The Hawking Paradox

Stephen Hawking is the most famous scientist on the planet. His popular science book A Brief History of Time was a publishing sensation, staying at the top of the bestseller lists longer than any other book in recent history. But behind the public face lies an argument that has been raging for almost 30 years.

Hawking shot to fame in the world of physics when he provided a mathematical proof for the Big Bang theory. This theory showed that the entire universe exploded from a singularity, an infinitely small point with infinite density and infinite gravity. Hawking was able to come to his proof using mathematical techniques that had been developed by Roger Penrose. These techniques were however developed to deal not with the beginning of the Universe but with black holes.

Science had long predicted that if a sufficiently large star collapsed at the end of its life, all the matter left in the star would be crushed into an infinitely small point with infinite gravity and infinite density – a singularity. Hawking realized that the Universe was, in effect, a black hole in reverse.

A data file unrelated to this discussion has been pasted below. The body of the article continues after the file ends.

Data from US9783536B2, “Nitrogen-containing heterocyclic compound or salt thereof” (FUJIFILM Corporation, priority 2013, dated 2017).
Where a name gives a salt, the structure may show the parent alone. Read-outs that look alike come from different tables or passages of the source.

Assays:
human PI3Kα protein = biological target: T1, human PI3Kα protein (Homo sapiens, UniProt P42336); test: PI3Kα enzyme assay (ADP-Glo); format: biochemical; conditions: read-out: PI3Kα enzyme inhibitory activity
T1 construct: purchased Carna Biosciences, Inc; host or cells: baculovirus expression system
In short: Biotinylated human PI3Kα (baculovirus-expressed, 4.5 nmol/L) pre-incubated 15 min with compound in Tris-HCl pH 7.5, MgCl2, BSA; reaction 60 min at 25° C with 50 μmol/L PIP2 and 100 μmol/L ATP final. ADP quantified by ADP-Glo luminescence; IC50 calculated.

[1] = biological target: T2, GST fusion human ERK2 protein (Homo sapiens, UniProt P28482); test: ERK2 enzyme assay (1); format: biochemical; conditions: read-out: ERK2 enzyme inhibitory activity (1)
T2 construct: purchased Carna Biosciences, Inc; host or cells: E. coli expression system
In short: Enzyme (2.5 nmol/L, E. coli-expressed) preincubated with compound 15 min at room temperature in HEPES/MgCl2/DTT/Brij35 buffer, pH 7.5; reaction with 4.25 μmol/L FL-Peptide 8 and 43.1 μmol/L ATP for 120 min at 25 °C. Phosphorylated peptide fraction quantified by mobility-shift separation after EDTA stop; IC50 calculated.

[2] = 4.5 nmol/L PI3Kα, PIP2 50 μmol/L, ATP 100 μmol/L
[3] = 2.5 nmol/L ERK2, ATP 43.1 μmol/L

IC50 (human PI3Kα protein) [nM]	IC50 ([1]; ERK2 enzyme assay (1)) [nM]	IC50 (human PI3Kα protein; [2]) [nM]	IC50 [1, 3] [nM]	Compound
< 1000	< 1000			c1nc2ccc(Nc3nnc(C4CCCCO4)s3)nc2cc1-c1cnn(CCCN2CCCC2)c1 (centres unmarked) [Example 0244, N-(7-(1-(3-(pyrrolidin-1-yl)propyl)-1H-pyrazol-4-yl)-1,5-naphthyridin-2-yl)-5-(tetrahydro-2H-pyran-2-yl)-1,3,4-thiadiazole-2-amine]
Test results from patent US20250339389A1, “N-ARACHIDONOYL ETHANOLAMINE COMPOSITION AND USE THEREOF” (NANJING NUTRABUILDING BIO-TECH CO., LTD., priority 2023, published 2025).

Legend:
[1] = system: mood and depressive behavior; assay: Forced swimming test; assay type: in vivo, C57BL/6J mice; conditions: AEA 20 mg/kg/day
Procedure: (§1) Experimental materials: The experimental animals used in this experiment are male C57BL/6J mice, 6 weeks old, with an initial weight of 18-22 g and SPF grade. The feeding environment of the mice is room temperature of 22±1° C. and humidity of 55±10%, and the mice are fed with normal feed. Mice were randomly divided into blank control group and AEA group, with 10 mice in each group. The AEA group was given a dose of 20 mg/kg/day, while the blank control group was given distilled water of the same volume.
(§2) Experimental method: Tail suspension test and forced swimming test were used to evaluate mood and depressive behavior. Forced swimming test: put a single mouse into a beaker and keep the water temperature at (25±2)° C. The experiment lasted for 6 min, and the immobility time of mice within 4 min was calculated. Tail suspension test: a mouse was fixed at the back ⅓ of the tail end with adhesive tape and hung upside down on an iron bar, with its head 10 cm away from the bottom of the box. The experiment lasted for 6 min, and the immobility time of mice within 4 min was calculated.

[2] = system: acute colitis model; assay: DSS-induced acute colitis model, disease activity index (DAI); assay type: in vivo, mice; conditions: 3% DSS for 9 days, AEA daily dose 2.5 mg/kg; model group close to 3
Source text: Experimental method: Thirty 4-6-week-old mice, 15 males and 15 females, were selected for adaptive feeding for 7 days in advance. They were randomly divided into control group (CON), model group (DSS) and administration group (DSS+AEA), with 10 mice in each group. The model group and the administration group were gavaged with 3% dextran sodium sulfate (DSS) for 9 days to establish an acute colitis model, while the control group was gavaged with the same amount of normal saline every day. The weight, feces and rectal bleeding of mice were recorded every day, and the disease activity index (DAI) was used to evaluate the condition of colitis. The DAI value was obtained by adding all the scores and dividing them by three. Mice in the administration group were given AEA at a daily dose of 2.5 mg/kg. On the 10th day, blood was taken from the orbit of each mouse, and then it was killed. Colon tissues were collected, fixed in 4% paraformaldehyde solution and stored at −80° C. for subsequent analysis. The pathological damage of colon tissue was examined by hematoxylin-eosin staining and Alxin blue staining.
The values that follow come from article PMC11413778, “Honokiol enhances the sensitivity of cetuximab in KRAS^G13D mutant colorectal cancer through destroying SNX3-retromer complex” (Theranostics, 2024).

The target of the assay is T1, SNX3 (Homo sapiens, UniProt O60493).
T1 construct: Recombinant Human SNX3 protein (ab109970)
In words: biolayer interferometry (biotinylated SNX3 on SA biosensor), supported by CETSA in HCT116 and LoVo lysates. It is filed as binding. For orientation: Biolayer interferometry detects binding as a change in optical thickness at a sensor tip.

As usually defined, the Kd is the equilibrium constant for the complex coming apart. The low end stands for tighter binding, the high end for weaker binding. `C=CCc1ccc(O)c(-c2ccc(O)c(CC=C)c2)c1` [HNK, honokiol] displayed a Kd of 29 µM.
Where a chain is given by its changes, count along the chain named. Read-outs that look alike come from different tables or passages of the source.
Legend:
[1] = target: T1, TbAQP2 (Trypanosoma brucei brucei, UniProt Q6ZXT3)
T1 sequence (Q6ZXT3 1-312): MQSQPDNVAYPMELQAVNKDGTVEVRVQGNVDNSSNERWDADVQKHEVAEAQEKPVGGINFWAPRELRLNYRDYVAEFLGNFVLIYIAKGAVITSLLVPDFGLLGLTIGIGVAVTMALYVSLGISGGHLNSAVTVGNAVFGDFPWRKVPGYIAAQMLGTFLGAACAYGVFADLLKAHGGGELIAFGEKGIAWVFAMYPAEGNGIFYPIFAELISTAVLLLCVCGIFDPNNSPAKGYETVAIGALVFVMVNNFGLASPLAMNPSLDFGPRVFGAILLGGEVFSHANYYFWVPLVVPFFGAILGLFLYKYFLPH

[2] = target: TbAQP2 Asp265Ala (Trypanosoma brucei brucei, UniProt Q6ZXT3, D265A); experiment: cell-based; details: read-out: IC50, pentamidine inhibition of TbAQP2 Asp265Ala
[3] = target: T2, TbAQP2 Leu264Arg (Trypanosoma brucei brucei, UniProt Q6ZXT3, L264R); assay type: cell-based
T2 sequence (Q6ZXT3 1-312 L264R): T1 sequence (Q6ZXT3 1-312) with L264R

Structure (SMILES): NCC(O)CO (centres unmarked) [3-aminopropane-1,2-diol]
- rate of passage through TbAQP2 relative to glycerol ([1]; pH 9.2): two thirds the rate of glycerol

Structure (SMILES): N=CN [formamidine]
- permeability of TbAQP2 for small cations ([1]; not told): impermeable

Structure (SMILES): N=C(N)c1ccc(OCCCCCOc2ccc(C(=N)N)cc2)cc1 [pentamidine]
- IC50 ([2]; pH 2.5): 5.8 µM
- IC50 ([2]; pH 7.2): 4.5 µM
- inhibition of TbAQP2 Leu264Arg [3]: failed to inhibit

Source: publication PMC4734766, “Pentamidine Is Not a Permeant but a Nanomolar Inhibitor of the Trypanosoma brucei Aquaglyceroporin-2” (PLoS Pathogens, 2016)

Instead of matter being crushed into a singularity, the Universe began when a singularity expanded to form everything we see around us today, from stars to planets to people. Hawking realized that to come to a complete understanding of the Universe he would have to unravel the mysteries of the black hole.

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  • http://none Teke Roberto

    I haven’t watched the documentary yet but the caption alone begs the question, “Is it possible that our universe could be seen as nothing more than a star, in a larger universe, that went super nova?”

    • Hrodberth

      All these black holes in the universe going about eating up all the information – its like real life Langoliers 😉

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